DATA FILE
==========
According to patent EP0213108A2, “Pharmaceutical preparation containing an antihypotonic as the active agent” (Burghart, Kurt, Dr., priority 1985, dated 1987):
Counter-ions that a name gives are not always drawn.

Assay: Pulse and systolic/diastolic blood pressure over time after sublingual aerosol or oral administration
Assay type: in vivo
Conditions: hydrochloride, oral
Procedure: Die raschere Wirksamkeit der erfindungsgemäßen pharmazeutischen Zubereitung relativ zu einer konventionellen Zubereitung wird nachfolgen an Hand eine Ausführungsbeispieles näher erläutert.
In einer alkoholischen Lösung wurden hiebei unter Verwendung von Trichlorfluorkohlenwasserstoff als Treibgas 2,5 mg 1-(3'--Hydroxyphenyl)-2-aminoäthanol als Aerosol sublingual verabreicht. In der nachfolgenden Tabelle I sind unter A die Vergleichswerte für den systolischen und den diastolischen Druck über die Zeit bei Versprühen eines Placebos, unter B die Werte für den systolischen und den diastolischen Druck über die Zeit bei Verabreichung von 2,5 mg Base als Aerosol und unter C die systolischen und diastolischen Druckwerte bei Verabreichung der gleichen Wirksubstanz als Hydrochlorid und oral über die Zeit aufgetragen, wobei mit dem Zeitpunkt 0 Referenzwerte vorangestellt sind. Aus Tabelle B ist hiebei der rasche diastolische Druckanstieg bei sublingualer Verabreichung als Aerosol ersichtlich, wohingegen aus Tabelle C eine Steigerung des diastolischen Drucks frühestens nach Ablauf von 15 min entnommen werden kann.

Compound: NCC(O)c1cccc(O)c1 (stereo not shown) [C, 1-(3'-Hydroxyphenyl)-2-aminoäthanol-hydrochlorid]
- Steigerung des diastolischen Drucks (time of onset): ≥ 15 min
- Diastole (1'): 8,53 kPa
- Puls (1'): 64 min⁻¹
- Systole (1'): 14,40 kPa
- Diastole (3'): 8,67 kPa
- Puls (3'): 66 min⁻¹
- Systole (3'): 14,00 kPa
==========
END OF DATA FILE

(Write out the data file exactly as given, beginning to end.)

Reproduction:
According to patent EP0213108A2, “Pharmaceutical preparation containing an antihypotonic as the active agent” (Burghart, Kurt, Dr., priority 1985, dated 1987):
Counter-ions that a name gives are not always drawn.

Assay: Pulse and systolic/diastolic blood pressure over time after sublingual aerosol or oral administration
Assay type: in vivo
Conditions: hydrochloride, oral
Procedure: Die raschere Wirksamkeit der erfindungsgemäßen pharmazeutischen Zubereitung relativ zu einer konventionellen Zubereitung wird nachfolgen an Hand eine Ausführungsbeispieles näher erläutert.
In einer alkoholischen Lösung wurden hiebei unter Verwendung von Trichlorfluorkohlenwasserstoff als Treibgas 2,5 mg 1-(3'--Hydroxyphenyl)-2-aminoäthanol als Aerosol sublingual verabreicht. In der nachfolgenden Tabelle I sind unter A die Vergleichswerte für den systolischen und den diastolischen Druck über die Zeit bei Versprühen eines Placebos, unter B die Werte für den systolischen und den diastolischen Druck über die Zeit bei Verabreichung von 2,5 mg Base als Aerosol und unter C die systolischen und diastolischen Druckwerte bei Verabreichung der gleichen Wirksubstanz als Hydrochlorid und oral über die Zeit aufgetragen, wobei mit dem Zeitpunkt 0 Referenzwerte vorangestellt sind. Aus Tabelle B ist hiebei der rasche diastolische Druckanstieg bei sublingualer Verabreichung als Aerosol ersichtlich, wohingegen aus Tabelle C eine Steigerung des diastolischen Drucks frühestens nach Ablauf von 15 min entnommen werden kann.

Compound: NCC(O)c1cccc(O)c1 (stereo not shown) [C, 1-(3'-Hydroxyphenyl)-2-aminoäthanol-hydrochlorid]
- Steigerung des diastolischen Drucks (time of onset): ≥ 15 min
- Diastole (1'): 8,53 kPa
- Puls (1'): 64 min⁻¹
- Systole (1'): 14,40 kPa
- Diastole (3'): 8,67 kPa
- Puls (3'): 66 min⁻¹
- Systole (3'): 14,00 kPa